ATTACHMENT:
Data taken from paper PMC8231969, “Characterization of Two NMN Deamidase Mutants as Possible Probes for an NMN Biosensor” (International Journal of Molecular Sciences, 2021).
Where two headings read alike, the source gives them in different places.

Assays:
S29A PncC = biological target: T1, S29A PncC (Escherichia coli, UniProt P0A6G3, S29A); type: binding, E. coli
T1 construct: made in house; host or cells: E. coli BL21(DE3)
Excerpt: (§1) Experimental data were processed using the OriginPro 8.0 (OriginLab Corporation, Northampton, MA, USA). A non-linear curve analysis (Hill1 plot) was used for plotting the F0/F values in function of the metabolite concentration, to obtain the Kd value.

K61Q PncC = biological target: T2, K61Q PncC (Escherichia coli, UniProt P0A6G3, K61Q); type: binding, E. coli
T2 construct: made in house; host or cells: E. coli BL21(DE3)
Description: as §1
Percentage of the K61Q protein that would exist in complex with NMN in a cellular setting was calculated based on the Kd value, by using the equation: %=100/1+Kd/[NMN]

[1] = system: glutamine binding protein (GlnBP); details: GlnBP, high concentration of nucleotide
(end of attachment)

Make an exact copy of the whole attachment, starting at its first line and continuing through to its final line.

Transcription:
Data taken from paper PMC8231969, “Characterization of Two NMN Deamidase Mutants as Possible Probes for an NMN Biosensor” (International Journal of Molecular Sciences, 2021).
Where two headings read alike, the source gives them in different places.

Assays:
S29A PncC = biological target: T1, S29A PncC (Escherichia coli, UniProt P0A6G3, S29A); type: binding, E. coli
T1 construct: made in house; host or cells: E. coli BL21(DE3)
Excerpt: (§1) Experimental data were processed using the OriginPro 8.0 (OriginLab Corporation, Northampton, MA, USA). A non-linear curve analysis (Hill1 plot) was used for plotting the F0/F values in function of the metabolite concentration, to obtain the Kd value.

K61Q PncC = biological target: T2, K61Q PncC (Escherichia coli, UniProt P0A6G3, K61Q); type: binding, E. coli
T2 construct: made in house; host or cells: E. coli BL21(DE3)
Description: as §1
Percentage of the K61Q protein that would exist in complex with NMN in a cellular setting was calculated based on the Kd value, by using the equation: %=100/1+Kd/[NMN]

[1] = system: glutamine binding protein (GlnBP); details: GlnBP, high concentration of nucleotide